Friday, March 25, 2005

Racial quotas for hiring black college professors have failed

John H. Bunzel:

For the past 35 years, one of the issues confronting higher education has been how to increase the number of black and other minority group faculty members. It has proved to be a discouraging task.

College and universities across the country have tried many different ways to change the ethnic and racial composition of their faculties.

Officials were aware it was impermissible to deny opportunities for a faculty appointment on the basis of race or color, but they also knew deliberate efforts had to be made to include women and minorities in the pool of candidates.

Their initiatives were joined by the federal government, which wanted quick results. But even the most aggressive methods to hire more racial minorities did not produce the desired results.

In 1988, the University of Wisconsin pledged to hire 70 new minority faculty members by 1991. Duke University asked each of its 50 departments to hire at least one new black faculty member by 1993. Other schools took similar steps.

What was never clear, however, was where they were going to find such talent in such a short time. Self-imposed "goals" and "timetables" may have scored political points, but in practical terms, they were simply unrealistic. There were not enough minority Ph.D.s to satisfy the recruitment efforts of colleges and universities to diversify their faculties.

In the 1970s, the U.S. Commission on Civil Rights, seeking what it called "equalized results," informed the 19 campus presidents of the California State University system that faculty positions were to be left unfilled if there were no minority applicants, even if qualified white applicants were available. (The plan was eventually abandoned because of challenges to the legality of the "set-asides.")

In language that struck the college presidents as even more ill- considered, the commission recommended that because only a few black and other minority candidates had Ph.D.s, the requirement of the doctorate should be dropped, and black candidates with only a master's degree should be considered in the same way that white candidates with a Ph.D. would be considered.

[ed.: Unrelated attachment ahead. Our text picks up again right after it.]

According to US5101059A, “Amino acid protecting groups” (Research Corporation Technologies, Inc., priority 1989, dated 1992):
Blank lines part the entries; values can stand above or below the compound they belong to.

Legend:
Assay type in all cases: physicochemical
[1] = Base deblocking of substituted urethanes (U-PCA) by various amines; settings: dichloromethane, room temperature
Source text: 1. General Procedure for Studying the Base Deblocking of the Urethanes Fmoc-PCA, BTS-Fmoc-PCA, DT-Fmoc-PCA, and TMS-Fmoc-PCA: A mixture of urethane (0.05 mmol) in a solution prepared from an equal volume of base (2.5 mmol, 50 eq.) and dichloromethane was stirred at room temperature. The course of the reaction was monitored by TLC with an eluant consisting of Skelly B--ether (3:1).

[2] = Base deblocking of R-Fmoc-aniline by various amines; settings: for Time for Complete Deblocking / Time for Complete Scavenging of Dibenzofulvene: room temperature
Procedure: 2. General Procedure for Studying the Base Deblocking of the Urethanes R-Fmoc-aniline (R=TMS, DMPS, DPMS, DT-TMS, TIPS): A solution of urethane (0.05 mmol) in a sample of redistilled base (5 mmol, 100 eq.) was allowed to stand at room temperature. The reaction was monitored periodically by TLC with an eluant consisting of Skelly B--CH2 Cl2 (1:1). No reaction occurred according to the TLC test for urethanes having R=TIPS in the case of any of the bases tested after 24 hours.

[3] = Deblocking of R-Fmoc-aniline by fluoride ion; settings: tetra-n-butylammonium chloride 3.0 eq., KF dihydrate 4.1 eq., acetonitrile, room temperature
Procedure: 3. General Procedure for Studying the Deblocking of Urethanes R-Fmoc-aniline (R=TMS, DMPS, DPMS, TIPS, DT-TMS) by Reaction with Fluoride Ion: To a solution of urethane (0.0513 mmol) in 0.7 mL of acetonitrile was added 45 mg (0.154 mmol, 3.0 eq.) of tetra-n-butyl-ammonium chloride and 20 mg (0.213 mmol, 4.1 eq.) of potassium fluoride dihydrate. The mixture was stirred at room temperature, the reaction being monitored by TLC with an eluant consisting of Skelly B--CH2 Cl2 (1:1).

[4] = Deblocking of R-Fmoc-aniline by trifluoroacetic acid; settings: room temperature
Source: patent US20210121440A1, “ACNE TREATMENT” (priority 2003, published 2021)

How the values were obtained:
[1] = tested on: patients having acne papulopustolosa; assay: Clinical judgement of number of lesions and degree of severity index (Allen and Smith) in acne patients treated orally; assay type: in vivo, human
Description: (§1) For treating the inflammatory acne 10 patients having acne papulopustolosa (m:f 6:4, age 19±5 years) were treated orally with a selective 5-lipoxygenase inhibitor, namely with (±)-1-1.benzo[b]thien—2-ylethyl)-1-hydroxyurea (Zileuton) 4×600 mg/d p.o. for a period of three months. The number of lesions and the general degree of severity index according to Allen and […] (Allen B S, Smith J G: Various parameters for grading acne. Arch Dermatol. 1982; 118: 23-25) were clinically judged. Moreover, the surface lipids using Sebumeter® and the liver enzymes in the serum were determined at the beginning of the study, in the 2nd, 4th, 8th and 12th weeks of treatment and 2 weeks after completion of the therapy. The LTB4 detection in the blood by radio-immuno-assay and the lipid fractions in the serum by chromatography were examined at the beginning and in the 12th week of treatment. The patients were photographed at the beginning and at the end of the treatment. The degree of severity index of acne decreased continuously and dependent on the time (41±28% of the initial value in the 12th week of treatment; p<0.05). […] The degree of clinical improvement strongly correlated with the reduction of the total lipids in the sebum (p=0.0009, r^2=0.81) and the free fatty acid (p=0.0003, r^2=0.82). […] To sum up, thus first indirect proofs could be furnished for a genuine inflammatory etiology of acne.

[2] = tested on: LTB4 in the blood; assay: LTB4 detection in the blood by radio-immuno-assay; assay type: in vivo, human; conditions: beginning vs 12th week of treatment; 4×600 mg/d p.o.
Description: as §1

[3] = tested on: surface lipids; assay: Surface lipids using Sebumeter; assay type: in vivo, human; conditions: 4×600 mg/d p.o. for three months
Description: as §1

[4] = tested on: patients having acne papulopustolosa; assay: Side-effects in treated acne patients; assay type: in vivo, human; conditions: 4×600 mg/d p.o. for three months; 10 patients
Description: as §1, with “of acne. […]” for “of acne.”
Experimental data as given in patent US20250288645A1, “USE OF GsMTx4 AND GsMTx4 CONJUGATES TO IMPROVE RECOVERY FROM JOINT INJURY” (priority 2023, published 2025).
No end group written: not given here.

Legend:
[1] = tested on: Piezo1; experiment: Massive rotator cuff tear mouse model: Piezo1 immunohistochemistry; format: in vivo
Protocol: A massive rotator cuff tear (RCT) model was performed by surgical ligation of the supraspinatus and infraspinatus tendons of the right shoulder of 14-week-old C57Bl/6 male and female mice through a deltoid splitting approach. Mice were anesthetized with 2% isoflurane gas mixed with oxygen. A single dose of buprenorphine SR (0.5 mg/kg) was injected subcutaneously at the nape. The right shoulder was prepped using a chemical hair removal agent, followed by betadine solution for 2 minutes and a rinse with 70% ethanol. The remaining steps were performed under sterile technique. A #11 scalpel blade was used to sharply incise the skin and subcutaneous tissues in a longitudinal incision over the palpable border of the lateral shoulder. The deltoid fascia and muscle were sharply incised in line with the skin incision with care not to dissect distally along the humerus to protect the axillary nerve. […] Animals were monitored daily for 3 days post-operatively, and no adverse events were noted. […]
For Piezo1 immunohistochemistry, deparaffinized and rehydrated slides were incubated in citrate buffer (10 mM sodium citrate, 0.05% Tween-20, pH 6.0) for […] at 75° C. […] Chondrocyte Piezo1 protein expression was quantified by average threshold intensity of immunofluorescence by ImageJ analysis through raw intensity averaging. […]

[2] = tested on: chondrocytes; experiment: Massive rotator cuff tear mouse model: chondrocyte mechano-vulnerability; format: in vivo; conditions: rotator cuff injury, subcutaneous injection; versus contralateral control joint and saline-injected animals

Today, the shortage of black (and other minority group) professors remains a problem of supply, not demand.

By 2001, black Americans earned only 6 percent of the 40,744 doctorates nationwide. They represent 5 percent of all full-time faculty members, and half of them work at historically black institutions.

The proportion of black faculty members at predominantly white institutions is the same as it was 20 years ago: 2.3 percent.

A just-published five-year study, "Increasing Faculty Diversity," reveals a root problem of why so few minority undergraduates pursue a doctorate and become professors.

The prime reason given by minority students was lower undergraduate grades. In the sample of 1,518 African American students, only 65 selected the academic profession as their intended career -- and they were the ones with excellent grades.

"Students with lower grades are more likely to want to become businesspeople and teachers," the study found. "If African Americans and Latinos had the same grade distribution as white students, there would be a meaningful increase in the proportion selecting academia as a first-choice career."

Some insist the situation is the result of discrimination. While it would be foolish to deny the existence of discrimination, the problem runs deeper.

Far fewer blacks of 18 to 19 years old complete secondary school than white students.

On average, black high school graduates achieve levels of literacy well below those of white students. A National Science Foundation study pinpointed a serious gap in math achievement between black and white high school students.

There is no quick fix that will close the gap between black and white achievement.

What colleges should do is abandon their "diversity" goals and concentrate on hiring the best people to do the teaching. That way students can have absolute confidence in the ability of their professors regardless of their skin color.

3 Comments:

At 7:20 AM, Blogger MarkT said...

WorldNetDaily has a story about how Princeton defines 'diversity'. You're absolutely right, colleges should admit that their experiment in social engineering has failed and refocus on their original mandate - education.

 
At 9:59 AM, Blogger Adam Lawson said...

Thanks for the link!

 
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